Advanced sleep phase syndrome

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Advanced sleep phase syndrome
ICD-9 327.32

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Editor-In-Chief: C. Michael Gibson, M.S., M.D. [1]

Overview

Advanced sleep phase syndrome (ASPS) is a sleep disorder in which patients feel very sleepy early in the evening (e.g. 18:00-19:00) and wake up very early in the night (e.g. midnight, 1:00, etc.). It is the opposite of delayed sleep phase syndrome. ASPS is frequently encountered in the elderly and in post-menopausal women. It can be treated pharmacologically, with evening bright lights, or behaviorally with chronotherapy or free-running sleep.

Familial Advanced Sleep Phase Syndrome (FASPS)

In 1999, Louis Ptáček’s research group at the University of California, San Francisco reported findings of a human circadian rhythm disorder showing a familial tendency. The disorder was characterized by a life-long pattern of sleep onset around 7:30pm and offset around 4:30am. Among three lineages, 29 people were identified as affected with this familial advanced sleep-phase syndrome (FASPS), and 46 were considered unaffected. The pedigrees demonstrated FASPS to be a highly penetrant, autosomal dominant trait.[1]

Two years after reporting the finding of FASPS, Ptáček’s group published results of genetic sequencing analysis on a family with FASPS. To narrow their search they took a cue from research on Per mutations in Drosophila[2] and mouse[3] models, which produced short-day mutants and were predicted to produce a phase advance in humans.[4] With this guidance they quickly found what they were looking for. Sequencing of the hPer2 gene revealed a serine-to-glycine point mutation in the CK1ε binding domain of the hPER2 protein.[5]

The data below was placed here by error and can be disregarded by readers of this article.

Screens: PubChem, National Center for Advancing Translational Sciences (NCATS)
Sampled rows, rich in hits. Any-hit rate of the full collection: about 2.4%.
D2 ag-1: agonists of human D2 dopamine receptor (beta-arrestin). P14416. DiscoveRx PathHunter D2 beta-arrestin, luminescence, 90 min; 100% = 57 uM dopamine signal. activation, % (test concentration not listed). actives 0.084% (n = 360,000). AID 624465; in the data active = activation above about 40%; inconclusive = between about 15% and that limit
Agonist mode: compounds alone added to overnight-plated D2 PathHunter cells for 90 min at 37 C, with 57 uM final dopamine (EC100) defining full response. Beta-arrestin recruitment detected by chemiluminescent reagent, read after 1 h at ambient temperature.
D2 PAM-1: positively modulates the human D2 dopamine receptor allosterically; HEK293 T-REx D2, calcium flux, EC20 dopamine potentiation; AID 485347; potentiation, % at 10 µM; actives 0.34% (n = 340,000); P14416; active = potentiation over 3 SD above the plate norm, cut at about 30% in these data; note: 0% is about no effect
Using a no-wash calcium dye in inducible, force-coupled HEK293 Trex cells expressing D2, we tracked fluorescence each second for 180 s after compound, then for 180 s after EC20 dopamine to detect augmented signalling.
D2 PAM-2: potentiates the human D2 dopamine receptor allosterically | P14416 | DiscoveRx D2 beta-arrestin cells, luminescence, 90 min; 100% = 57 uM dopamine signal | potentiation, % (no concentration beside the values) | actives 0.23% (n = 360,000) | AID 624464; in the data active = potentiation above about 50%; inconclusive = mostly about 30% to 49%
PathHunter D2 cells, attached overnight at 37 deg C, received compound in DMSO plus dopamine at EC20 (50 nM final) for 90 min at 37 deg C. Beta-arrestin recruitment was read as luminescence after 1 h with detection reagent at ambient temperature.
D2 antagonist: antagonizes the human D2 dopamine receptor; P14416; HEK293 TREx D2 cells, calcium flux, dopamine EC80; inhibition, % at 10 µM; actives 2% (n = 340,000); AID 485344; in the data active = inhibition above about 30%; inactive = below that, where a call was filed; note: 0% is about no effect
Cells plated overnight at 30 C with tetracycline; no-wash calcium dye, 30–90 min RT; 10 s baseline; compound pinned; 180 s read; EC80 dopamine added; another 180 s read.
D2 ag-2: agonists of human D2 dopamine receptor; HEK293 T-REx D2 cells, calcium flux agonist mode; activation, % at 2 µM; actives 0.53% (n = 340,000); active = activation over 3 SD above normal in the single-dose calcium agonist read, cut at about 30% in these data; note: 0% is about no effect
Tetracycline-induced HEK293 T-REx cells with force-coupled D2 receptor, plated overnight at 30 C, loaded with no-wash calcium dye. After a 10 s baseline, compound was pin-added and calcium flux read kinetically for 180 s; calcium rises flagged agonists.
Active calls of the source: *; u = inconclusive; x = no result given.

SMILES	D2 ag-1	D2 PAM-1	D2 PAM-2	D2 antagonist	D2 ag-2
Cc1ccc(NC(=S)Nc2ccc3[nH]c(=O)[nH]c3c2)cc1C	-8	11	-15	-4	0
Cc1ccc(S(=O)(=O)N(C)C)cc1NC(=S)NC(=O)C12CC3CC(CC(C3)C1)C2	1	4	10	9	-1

In 2005, Ptáček’s lab reported discovery of a different mutation causing FASPS. This time the CK1δ was implicated, demonstrating an A-to-G missense mutation that resulted in a threonine-to-alanine alteration in the protein.[6] The evidence for both of these reported causes of FASPS is strengthened by the absence of said mutations in all tested control subjects.[5][6]

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References

  1. Jones, Christopher R. (September 1999). "Familial advanced sleep-phase syndrome: A short-period circadian rhythm variant in humans". Nature Medicine. 5 (9): 1062–1065. doi:10.1038/12502. PMID 10470086. Retrieved 6 May 2007. 
  2. Konopka, Ronald J. (September 1971). "Clock mutants of Drosophila melanogaster". Proceedings of the National Academy of Sciences. 68 (9): 2112–2116. PMID 5002428. Retrieved 6 May 2007. 
  3. Zehng, Binhai (8 July 1999). "The mPer2 gene encodes a functional component of the mammalian circadian clock". Nature. 400 (6740): 169–173. doi:10.1038/22118. PMID 10408444. Retrieved 6 May 2007. 
  4. Klerman, E. B. (January 1996). "Simulations of light effects on the human circadian pacemaker: implications for assessment of intrinsic period". American Journal of Physiology. 270 (1): 271–282. PMID 8769811. Retrieved 6 May 2007. 
  5. 5.0 5.1 Toh, Kong L. (9 February 2001). "An hPer2 phosphorylation site mutation in familial advanced sleep phase syndrome". Science. 291 (5506): 1040–1043. doi:10.1126/science.1057499. PMID 11232563. Retrieved 6 May 2007. 
  6. 6.0 6.1 Xu, Ying (31 March 2005). "Functional consequences of a CKIδ mutation causing familial advanced sleep phase syndrome". Nature. 434 (7033): 640–644. doi:10.1038/nature03453. PMID 15800623. Retrieved 6 May 2007. 

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